Six enter Women's Basketball HOF

Peggie Gillom-Granderson, Gary Blair, Sue Wicks, Jen Rizzotti, Jim Foster and Annette Smith-Knight were inducted. Courtesy of Womens Basketball Hall of Fame

KNOXVILLE, Tenn. -- Geno Auriemma and Holly Warlick have an idea for the format of the 2014 Women's Final Four. Forget a 64-team bracket. Just invite Connecticut and Tennessee to Nashville.

They were kidding, of course, but the coaches' amicable exchange underscored a significant thawing in the tension between the two programs, and longtime observers of the women's game expect the series to return relatively soon.

Auriemma and Warlick hosted a gala reception this weekend before the induction ceremony for the 15th class of the Women's Basketball Hall of Fame, a group that included two coaches in Texas A&M's Gary Blair and Chattanooga's Jim Foster and former players Jennifer Rizzotti of UConn, Sue Wicks of Rutgers, Peggie Gillom-Granderson of Ole Miss and Annette Smith-Knight of Texas.

Tennessee has a hole in its home schedule after Baylor declined to renew the series -- the Lady Bears instead added Ole Miss from the SEC -- but it is unlikely that the Lady Vols and Huskies would square off that soon.

They could meet in Nashville at the Final Four in April. UConn is the defending national champion -- Warlick saluted the accomplishment at the reception to rousing applause -- and Tennessee is highly motivated to be on the game's biggest stage in its home state.

"I am all for it," Auriemma said.

"I am, too," Warlick responded. "Let's don't play the tournament, and let's just go."

"You need to tell the other people that," Auriemma said.

"They wouldn't be very happy," Warlick replied.

"Actually, you can tell them any other two are welcome," Auriemma said. "The two of us, and we're not going to discriminate against anybody else. Whoever the other two are in the Final Four, we'll be OK with that."

When Auriemma entered the reception, he was immediately collared by the media, and it was Warlick who came to his rescue so he could mingle with a sold-out crowd of 300-plus attendees who had paid up to $200 for a ticket to the event at the East Tennessee History Center in downtown Knoxville.

The two exchanged a warm hug, posed for photographs and answered questions about why they hosted the benefit.

"We are trying to promote the Hall of Fame," Warlick said. "We both are very supportive of women's basketball. It's all about promotion of what we do. It was very easy, very simple for me to say yes."

Added Auriemma: "Hall of Fames, in general, don't make a lot of money. People think these events fund themselves. When they asked if I would be interested in doing something to raise money and help keep it going, it was a no-brainer. This was just another way that we could support it, because if we don't support it, why would we expect other people to support it?"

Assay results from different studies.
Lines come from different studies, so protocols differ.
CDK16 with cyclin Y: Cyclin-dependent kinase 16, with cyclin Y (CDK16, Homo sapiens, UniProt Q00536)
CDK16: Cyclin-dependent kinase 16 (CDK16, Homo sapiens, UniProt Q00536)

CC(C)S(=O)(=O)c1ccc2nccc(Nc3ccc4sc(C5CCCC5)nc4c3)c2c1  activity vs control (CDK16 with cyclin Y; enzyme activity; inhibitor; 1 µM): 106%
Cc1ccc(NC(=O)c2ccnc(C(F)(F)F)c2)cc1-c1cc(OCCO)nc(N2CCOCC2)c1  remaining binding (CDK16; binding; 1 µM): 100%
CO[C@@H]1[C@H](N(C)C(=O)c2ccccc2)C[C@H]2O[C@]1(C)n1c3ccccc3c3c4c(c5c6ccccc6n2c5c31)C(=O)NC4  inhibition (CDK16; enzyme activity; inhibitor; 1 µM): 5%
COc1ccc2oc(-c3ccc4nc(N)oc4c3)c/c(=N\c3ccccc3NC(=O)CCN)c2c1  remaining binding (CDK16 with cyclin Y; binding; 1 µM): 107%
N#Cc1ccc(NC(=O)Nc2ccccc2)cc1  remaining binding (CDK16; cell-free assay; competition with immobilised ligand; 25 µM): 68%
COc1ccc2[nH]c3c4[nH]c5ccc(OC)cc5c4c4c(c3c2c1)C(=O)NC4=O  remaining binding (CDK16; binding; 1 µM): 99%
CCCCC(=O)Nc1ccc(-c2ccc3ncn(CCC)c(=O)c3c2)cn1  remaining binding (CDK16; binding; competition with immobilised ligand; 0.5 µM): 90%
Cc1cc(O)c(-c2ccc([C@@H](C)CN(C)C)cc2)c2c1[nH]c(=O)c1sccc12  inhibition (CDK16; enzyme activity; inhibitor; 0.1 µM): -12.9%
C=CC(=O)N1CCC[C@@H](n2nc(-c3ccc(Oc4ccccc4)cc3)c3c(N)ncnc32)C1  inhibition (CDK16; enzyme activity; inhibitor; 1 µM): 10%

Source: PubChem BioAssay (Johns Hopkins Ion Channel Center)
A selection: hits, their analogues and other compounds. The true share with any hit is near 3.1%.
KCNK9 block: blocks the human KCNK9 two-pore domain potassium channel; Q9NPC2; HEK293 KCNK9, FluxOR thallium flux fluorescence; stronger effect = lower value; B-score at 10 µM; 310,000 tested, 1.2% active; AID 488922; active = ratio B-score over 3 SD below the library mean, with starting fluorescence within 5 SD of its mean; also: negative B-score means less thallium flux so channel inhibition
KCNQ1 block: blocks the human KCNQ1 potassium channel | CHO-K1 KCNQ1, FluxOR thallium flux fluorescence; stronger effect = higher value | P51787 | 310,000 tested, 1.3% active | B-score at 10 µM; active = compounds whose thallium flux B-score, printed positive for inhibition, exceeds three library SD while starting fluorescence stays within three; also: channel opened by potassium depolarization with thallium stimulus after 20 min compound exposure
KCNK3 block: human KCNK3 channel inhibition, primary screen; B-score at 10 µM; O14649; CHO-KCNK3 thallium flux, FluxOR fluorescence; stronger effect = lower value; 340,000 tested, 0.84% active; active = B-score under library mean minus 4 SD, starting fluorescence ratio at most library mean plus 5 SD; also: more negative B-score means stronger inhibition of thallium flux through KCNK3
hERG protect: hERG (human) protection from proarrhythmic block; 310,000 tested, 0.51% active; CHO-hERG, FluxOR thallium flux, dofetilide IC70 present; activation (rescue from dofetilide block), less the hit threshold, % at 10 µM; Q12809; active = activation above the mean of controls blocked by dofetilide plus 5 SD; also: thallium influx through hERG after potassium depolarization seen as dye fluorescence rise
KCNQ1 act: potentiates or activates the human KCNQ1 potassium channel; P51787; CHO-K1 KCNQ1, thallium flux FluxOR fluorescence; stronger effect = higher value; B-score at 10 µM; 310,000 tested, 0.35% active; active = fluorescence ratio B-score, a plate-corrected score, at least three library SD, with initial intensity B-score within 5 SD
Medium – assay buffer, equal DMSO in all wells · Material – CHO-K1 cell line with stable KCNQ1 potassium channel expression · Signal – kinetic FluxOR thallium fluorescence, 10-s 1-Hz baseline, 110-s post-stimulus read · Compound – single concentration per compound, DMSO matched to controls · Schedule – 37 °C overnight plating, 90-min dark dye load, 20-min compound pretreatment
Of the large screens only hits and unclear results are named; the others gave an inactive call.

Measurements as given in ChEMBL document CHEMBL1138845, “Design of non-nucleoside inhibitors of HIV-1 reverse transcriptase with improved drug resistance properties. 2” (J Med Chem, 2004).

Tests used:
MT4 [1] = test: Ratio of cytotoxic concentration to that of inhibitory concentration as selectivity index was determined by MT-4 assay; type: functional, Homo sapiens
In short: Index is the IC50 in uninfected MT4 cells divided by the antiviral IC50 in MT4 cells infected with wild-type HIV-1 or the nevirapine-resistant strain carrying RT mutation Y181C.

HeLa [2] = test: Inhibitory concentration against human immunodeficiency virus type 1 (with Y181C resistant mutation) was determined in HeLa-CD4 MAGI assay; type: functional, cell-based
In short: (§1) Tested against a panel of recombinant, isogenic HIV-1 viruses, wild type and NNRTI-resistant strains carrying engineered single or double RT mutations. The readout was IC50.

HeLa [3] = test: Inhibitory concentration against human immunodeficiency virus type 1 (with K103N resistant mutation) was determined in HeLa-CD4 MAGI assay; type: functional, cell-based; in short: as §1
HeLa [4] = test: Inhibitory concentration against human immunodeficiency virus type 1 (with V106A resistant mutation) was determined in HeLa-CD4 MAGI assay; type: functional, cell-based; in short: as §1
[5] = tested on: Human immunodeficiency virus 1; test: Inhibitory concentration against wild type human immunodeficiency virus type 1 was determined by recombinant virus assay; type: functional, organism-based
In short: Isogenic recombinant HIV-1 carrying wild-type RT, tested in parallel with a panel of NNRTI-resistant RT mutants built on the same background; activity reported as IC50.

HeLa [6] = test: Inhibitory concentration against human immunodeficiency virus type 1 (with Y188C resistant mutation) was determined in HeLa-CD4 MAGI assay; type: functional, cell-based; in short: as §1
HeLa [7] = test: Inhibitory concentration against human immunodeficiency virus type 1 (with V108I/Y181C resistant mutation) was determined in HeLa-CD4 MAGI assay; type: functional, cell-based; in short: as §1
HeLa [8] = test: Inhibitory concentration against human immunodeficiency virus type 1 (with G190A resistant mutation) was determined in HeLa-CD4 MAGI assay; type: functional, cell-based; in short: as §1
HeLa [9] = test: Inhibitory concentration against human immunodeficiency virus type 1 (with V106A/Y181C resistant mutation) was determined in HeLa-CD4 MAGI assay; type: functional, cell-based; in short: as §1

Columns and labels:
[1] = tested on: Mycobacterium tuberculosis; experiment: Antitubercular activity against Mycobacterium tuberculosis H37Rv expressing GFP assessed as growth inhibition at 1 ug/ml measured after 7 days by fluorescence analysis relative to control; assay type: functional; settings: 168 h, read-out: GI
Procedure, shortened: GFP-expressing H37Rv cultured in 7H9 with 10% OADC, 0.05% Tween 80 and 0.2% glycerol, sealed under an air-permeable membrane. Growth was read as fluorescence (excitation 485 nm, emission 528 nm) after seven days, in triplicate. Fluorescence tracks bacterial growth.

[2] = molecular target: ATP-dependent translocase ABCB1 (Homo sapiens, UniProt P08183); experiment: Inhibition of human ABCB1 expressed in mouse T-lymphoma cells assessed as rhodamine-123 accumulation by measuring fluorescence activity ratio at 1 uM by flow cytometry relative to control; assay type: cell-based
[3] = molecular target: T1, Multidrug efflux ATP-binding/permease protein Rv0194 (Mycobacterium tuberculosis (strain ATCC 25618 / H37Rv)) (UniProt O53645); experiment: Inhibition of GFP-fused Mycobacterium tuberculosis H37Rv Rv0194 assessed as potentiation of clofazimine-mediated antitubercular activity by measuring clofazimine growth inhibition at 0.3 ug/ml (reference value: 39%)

Television analyst Debbie Antonelli served as master of ceremonies for the reception, and she had both coaches sign a basketball -- Warlick wrote "Go Lady Vols" above her name, Auriemma penned "Best Wishes" -- and it was auctioned in less than five minutes with a winning bid of $2,500 from longtime Tennessee fan and local realtor Traci Smith.

Auriemma has been back to Knoxville several times for WBHOF events, but his team last played here in 2006. The series ended after a 2007 game in Hartford because Pat Summitt suspected recruiting shenanigans that she didn't expect from an elite coach. Warlick, who has a well-developed sense of humor, made sure that Auriemma still felt welcome when the two addressed the group.

"I have gifts for Geno," Warlick said, and she extracted a bottle of "Volunteer" wine from a bag and a set of stemmed wine glasses topped with Mason jars.

Auriemma noted his mother used to preserve tomatoes in those types of jars, and "I never knew they could be used for anything else."

Auriemma said he has been warmly received in Knoxville on every trip, and the people who don't like him are on the Internet "and never outside."

Warlick sampled the wine over the weekend at an early birthday party for Summitt -- she will be 61 on June 14 -- who was in attendance at the induction ceremony and received rousing applause when recognized, along with Auriemma.

The six inductees and their families attended the reception and then made the two-block walk to the Bijou Theatre for the ceremony, hosted by Antonelli and featuring a live orchestra and choir. The evening opened with a tribute to the Wayland Baptist Flying Queens, a program that won four AAU national titles and 131 games in a row from 1953 to 1958.